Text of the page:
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Jared Smith, Bible Doctrine

A Transcript Of The Video Study

In our previous study, I held forth, what is sometimes called, the Supralapsarian view of the Father’s electing love. For this study, I would like to speak on this subject at more length. If we remove the prefix of the word, then we are left with lapsarian. The Latin term “lapsus” means “to fall”, from which we get our English word lapse, referring to a fall or failure to maintain some standard. For instance, you might say, “I had a lapse in memory.” Or, “I lapsed behind when I went for a walk with my family.” Well, when the label Lapsarianism is used in a theological context, it is speaking about the decree of God in election as it relates to the Fall of Adam. Did God decree election before or after the Fall of Adam? To answer this question, I would like arrange my thoughts under three headings:

1. What Are The Leading Views Of Lapsarianism?

2. How Do These Views Line Up Side By Side?

3. What Do These Views Look Like When Diagramed?

Let’s begin with the first of these headings:

1. What Are The Leading Views Of Lapsarianism?

There are three prefixes to the label which represent the variant views on the order of God’s decree of election—supra, sub and infra. The prefix supra means…

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A Transcript Of The Video Study

In our previous study, we considered the Father’s role in the work of salvation, explained by Paul in Romans 8:28-11:36.

You will remember, there are six parts to this section of the letter:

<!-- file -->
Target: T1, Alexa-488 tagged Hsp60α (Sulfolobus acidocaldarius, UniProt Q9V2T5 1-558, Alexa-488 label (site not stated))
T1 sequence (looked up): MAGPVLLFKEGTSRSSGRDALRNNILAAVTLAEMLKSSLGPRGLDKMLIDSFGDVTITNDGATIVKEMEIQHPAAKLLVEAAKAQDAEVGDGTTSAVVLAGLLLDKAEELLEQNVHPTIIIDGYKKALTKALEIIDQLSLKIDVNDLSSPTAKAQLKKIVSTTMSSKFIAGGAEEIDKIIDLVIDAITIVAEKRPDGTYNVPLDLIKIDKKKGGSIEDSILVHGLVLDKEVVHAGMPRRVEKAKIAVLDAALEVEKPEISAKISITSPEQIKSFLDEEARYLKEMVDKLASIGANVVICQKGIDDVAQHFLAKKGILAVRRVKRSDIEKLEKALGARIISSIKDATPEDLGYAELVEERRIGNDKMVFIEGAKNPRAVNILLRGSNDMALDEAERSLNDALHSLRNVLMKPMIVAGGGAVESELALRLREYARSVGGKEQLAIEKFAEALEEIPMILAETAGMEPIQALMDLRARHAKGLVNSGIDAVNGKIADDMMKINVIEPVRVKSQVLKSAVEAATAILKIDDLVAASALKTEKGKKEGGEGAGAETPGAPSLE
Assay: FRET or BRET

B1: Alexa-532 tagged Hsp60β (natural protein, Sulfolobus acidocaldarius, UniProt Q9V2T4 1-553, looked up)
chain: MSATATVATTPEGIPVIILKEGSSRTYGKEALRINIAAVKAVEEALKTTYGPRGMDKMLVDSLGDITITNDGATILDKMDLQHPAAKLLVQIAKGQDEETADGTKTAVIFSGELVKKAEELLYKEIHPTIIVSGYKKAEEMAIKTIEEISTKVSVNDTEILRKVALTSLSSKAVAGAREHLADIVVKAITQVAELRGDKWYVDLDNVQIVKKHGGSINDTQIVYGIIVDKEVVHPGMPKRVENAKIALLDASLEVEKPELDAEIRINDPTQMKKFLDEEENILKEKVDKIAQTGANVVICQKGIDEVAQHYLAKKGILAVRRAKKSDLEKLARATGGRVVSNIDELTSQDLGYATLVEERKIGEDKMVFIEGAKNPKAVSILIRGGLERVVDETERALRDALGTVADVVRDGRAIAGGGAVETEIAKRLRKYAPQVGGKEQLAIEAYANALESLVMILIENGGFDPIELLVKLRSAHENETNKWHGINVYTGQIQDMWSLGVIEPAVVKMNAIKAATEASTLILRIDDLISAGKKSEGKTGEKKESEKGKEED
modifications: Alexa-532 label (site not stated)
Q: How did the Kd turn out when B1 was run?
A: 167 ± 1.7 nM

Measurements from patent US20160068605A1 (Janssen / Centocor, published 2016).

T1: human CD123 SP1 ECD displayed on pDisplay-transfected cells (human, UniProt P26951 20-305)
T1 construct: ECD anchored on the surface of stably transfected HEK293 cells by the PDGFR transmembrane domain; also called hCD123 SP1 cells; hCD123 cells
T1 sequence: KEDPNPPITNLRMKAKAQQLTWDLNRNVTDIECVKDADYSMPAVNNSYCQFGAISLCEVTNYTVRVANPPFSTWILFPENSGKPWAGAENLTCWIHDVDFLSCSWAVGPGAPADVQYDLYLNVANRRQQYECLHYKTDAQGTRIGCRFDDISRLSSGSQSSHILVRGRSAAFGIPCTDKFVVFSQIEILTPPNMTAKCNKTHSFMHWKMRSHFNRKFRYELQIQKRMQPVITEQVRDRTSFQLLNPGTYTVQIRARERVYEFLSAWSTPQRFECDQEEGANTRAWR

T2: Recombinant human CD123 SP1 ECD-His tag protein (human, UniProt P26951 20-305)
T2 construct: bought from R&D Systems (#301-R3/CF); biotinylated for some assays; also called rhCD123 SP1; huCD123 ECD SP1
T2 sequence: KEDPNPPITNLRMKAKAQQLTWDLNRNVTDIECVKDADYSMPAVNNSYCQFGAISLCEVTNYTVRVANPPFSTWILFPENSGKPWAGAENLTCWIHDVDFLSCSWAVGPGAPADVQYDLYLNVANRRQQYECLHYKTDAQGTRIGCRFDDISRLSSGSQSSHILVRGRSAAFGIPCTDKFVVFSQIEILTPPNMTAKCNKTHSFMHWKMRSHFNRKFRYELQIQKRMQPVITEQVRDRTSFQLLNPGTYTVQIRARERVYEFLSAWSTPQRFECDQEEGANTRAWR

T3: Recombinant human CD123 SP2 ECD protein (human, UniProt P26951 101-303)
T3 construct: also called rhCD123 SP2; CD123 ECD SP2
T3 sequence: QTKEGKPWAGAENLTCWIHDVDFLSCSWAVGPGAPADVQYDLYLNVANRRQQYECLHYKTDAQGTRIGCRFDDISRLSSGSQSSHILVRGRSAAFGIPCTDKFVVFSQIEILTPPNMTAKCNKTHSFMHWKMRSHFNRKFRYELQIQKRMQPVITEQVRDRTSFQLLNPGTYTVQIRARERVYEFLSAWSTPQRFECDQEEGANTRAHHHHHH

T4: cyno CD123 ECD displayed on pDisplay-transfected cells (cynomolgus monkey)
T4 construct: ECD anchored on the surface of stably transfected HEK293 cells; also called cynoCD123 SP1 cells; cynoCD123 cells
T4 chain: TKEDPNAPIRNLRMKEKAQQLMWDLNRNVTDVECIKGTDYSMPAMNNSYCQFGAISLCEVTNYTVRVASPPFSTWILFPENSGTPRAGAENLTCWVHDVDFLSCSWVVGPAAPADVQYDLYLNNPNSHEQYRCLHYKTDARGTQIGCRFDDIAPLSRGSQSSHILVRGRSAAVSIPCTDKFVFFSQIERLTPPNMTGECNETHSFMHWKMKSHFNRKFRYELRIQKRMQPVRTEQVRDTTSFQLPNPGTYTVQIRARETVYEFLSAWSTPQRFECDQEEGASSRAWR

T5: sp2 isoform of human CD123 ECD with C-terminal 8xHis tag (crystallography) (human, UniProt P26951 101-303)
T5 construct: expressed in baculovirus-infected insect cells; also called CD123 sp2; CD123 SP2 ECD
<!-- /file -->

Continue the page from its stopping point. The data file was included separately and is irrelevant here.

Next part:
In (8:28-39), Paul extols the Father’s eternal blueprint of electing love; in (9:1-5), he confesses his burden for the salvation of the Jews; in (9:6-33), he explains the Father’s eternal blueprint of electing love; in (10:1-3), he once again confesses his burden for the salvation of the Jews; in (10:4-11:32), he once more explains the Father’s eternal blueprint of electing love; and in (11:33-36), he ends where he began, extolling the Father’s eternal blueprint of electing love.

Now, the analogy of a potter and the clay fits into the context of the third section—(9:6-33) Paul’s explanation of the Father’s eternal blueprint of electing love. In these verses, he views the masterplan of God from an eternal perspective, focusing his attention on the…

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A Transcript Of The Video Study

In our previous study, I unfolded for you the structure of Paul’s letter to the Romans. It was my purpose to show you how Paul’s teaching in Romans 9 fits into the letter as a whole. Well, I pointed out that there are four main sections to the letter. It opens with an introduction (1:1-17) and closes with a conclusion (15:14-16:27). In between are the two main sections—First, Paul explains why sinners are under condemnation (1:18-3:18); Second, he explains how sinners are secured salvation (3:19-15:13).

Now, with reference to God securing salvation for sinners, there are a further four sections to the letter—the role of God the Son in the work of salvation (3:19-5:21); this is connected with the role of God the Father in the work of salvation (8:28-11:36); and then there is a twofold statement on the role of God the Spirit in the work of salvation (6:1-8:27; 12:1-15:13). This, of course, is nothing other than the covenant of grace, drawn up by the…